Very often our ethical choices are framed by what we know. Science helps us when inquired with the right methodologies and instruments, to know a snapshot of reality. There is a huge debate on how scientists, philosophers, social researchers and investors can support public discussion and public relations campaigns that are more “inclusive” for youth. Key people, at the peak of our democracy, should learn by mistakes made in the past to open and guarantee new perspectives of youth empowerment, as this class is destined to be protagonist of a dialog process and in future political turmoils able to accept the limits implied by epistemological ethics. Here science rationale and enterprise can offer educative examples of action.
In the latest years the literature on robots and education has addressed the inspiring possibility to insert robots as educators in classes. However, a full list of case studies – despite the ones of Saya in Japan and ARTIE at the Oxford Brooks University – have been lacking so far. This post aims to address this relationship, somehow complex and for lots barely possible, following a fil rouge aiming to highlight how the harmonious interactions between robot teachers and schoolers aren’t far from being a concrete possibility. Designed to appear and move like humans, and already well equipped to support education, they seems to face yet one major challenge: propose a model -being in control of its premises – and consider which design could let this pedagogy to blossom in hybrid contexts.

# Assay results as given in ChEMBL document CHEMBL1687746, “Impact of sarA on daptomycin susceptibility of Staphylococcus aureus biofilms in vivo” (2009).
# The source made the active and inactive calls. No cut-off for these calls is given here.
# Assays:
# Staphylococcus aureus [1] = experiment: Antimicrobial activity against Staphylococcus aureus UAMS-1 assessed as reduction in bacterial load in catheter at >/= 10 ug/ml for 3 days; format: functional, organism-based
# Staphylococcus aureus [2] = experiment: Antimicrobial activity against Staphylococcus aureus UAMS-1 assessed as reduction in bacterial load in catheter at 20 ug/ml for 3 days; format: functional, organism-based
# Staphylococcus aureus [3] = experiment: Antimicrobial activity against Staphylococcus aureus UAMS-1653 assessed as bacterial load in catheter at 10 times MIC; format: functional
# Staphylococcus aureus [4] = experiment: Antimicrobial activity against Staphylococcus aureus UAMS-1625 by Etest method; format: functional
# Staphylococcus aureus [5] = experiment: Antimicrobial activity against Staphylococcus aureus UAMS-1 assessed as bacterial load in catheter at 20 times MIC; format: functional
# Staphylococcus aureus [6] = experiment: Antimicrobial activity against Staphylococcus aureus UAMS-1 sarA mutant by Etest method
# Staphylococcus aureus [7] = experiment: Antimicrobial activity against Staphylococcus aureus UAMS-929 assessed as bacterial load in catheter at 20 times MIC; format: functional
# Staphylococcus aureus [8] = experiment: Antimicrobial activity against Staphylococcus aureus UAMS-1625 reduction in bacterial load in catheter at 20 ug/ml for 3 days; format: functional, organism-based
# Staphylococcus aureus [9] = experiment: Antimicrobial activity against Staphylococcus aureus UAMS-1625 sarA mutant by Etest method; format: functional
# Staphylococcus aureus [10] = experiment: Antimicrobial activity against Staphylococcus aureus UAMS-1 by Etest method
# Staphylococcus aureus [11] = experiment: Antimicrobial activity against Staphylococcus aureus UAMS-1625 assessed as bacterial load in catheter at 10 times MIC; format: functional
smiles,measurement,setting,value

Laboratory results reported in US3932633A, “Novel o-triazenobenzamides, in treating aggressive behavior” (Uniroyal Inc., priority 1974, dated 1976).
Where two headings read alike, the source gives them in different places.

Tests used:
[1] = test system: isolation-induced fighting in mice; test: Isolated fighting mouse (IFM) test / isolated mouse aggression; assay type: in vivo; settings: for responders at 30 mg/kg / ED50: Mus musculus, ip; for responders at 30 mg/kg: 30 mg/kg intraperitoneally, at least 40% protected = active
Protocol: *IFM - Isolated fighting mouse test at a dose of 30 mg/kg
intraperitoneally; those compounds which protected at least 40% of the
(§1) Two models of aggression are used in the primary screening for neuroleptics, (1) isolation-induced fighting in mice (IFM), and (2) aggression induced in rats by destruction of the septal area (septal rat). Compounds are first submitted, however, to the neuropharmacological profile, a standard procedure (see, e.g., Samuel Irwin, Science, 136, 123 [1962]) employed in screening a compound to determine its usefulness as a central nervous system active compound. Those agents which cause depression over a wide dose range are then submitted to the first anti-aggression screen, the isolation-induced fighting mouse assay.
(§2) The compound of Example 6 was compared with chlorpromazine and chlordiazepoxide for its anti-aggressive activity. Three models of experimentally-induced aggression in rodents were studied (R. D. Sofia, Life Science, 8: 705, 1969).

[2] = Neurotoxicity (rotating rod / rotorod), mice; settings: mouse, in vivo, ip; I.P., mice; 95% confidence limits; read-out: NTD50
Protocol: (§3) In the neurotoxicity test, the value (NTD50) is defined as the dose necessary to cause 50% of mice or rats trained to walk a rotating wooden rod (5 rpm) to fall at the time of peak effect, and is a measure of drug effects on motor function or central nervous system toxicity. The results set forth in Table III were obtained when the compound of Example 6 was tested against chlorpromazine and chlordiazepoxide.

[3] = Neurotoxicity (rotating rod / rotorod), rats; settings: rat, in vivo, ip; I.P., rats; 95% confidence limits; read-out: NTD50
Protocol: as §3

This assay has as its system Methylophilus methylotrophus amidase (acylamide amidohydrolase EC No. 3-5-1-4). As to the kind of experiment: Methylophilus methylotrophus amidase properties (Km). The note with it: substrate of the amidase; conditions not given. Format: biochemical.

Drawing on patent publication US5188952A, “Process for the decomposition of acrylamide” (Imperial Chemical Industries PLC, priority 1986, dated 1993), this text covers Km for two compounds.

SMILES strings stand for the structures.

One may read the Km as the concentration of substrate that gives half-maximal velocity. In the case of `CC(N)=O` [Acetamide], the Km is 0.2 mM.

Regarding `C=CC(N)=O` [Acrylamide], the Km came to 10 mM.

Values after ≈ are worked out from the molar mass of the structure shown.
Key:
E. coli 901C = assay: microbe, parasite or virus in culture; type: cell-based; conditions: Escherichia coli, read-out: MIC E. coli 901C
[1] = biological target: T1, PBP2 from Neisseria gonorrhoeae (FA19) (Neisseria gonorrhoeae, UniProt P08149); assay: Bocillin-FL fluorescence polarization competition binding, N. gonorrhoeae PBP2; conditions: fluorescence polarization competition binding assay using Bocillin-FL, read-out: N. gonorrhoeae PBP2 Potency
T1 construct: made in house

The question ‘ How do you know if someone is intelligent or not?’ was posed to me a week ago. Since then, I started to reflect on how frame a… Read more How do you know if someone is intelligent or not? →
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